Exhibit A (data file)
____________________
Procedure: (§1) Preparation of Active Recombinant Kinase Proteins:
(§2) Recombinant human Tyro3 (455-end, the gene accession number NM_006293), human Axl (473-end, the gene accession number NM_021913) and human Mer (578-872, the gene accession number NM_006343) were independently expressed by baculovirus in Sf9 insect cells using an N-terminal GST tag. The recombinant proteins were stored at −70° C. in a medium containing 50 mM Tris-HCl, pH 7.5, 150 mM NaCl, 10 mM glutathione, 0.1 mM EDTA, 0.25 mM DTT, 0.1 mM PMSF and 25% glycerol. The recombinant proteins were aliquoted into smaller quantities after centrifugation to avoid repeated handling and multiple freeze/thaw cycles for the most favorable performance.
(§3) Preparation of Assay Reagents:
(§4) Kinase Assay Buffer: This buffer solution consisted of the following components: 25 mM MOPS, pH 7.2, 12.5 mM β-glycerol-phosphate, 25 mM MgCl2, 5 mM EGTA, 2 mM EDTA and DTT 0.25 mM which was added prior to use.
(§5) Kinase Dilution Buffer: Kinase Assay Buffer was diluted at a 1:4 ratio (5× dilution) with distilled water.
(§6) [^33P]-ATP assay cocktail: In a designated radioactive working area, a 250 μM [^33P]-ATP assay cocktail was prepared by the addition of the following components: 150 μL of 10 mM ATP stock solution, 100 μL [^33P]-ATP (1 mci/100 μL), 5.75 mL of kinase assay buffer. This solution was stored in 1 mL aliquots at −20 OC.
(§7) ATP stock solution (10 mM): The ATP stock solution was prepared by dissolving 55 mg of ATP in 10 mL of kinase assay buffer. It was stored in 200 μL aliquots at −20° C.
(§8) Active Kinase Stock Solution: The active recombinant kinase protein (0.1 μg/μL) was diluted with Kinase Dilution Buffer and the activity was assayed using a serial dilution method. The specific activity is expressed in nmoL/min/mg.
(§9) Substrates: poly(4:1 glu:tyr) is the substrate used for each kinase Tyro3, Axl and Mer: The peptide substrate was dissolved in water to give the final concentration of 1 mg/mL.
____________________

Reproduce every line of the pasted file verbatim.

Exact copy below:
Procedure: (§1) Preparation of Active Recombinant Kinase Proteins:
(§2) Recombinant human Tyro3 (455-end, the gene accession number NM_006293), human Axl (473-end, the gene accession number NM_021913) and human Mer (578-872, the gene accession number NM_006343) were independently expressed by baculovirus in Sf9 insect cells using an N-terminal GST tag. The recombinant proteins were stored at −70° C. in a medium containing 50 mM Tris-HCl, pH 7.5, 150 mM NaCl, 10 mM glutathione, 0.1 mM EDTA, 0.25 mM DTT, 0.1 mM PMSF and 25% glycerol. The recombinant proteins were aliquoted into smaller quantities after centrifugation to avoid repeated handling and multiple freeze/thaw cycles for the most favorable performance.
(§3) Preparation of Assay Reagents:
(§4) Kinase Assay Buffer: This buffer solution consisted of the following components: 25 mM MOPS, pH 7.2, 12.5 mM β-glycerol-phosphate, 25 mM MgCl2, 5 mM EGTA, 2 mM EDTA and DTT 0.25 mM which was added prior to use.
(§5) Kinase Dilution Buffer: Kinase Assay Buffer was diluted at a 1:4 ratio (5× dilution) with distilled water.
(§6) [^33P]-ATP assay cocktail: In a designated radioactive working area, a 250 μM [^33P]-ATP assay cocktail was prepared by the addition of the following components: 150 μL of 10 mM ATP stock solution, 100 μL [^33P]-ATP (1 mci/100 μL), 5.75 mL of kinase assay buffer. This solution was stored in 1 mL aliquots at −20 OC.
(§7) ATP stock solution (10 mM): The ATP stock solution was prepared by dissolving 55 mg of ATP in 10 mL of kinase assay buffer. It was stored in 200 μL aliquots at −20° C.
(§8) Active Kinase Stock Solution: The active recombinant kinase protein (0.1 μg/μL) was diluted with Kinase Dilution Buffer and the activity was assayed using a serial dilution method. The specific activity is expressed in nmoL/min/mg.
(§9) Substrates: poly(4:1 glu:tyr) is the substrate used for each kinase Tyro3, Axl and Mer: The peptide substrate was dissolved in water to give the final concentration of 1 mg/mL.